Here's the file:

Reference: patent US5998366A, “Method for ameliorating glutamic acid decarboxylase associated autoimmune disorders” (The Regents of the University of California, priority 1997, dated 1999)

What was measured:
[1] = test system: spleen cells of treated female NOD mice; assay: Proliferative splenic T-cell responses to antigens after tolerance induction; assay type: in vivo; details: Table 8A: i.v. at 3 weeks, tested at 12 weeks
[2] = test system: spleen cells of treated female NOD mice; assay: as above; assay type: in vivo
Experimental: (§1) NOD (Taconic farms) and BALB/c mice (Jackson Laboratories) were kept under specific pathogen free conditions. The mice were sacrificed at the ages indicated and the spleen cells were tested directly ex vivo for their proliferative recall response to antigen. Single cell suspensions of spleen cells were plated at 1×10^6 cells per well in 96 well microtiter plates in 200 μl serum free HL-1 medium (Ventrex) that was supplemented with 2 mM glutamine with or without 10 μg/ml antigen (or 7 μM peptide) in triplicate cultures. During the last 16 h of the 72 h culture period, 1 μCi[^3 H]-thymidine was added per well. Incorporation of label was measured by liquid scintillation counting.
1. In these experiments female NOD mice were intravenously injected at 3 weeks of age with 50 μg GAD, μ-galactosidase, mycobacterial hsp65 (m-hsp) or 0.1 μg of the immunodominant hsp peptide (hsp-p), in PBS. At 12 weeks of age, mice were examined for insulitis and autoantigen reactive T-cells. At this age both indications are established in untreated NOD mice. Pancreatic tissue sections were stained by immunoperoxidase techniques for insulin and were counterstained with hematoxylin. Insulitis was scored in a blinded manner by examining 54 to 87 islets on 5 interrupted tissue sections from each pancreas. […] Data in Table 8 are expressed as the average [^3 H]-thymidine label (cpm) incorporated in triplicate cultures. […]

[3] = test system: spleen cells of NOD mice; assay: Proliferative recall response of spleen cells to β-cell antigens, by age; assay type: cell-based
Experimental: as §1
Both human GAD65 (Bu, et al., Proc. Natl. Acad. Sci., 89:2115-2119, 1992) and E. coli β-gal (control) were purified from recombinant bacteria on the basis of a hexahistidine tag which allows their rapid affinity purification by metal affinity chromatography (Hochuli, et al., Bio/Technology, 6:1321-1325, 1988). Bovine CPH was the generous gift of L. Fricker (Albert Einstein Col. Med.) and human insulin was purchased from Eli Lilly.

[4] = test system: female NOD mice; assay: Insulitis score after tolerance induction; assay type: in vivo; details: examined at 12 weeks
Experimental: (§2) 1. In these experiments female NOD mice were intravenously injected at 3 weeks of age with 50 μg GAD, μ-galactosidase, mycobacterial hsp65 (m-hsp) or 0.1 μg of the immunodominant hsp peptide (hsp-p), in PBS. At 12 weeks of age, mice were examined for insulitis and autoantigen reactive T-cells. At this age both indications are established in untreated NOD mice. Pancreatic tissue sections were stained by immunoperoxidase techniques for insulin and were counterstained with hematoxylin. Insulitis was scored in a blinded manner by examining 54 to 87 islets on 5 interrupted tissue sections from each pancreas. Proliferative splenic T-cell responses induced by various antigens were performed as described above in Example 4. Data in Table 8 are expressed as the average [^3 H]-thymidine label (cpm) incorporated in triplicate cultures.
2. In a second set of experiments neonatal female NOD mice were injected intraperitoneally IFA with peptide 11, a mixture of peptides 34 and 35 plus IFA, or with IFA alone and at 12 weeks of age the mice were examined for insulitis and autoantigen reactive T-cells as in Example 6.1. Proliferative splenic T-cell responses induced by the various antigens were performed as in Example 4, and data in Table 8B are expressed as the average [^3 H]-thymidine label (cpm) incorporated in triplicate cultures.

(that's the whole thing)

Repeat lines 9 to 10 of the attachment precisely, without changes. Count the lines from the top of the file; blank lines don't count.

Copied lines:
Both human GAD65 (Bu, et al., Proc. Natl. Acad. Sci., 89:2115-2119, 1992) and E. coli β-gal (control) were purified from recombinant bacteria on the basis of a hexahistidine tag which allows their rapid affinity purification by metal affinity chromatography (Hochuli, et al., Bio/Technology, 6:1321-1325, 1988). Bovine CPH was the generous gift of L. Fricker (Albert Einstein Col. Med.) and human insulin was purchased from Eli Lilly.

[4] = test system: female NOD mice; assay: Insulitis score after tolerance induction; assay type: in vivo; details: examined at 12 weeks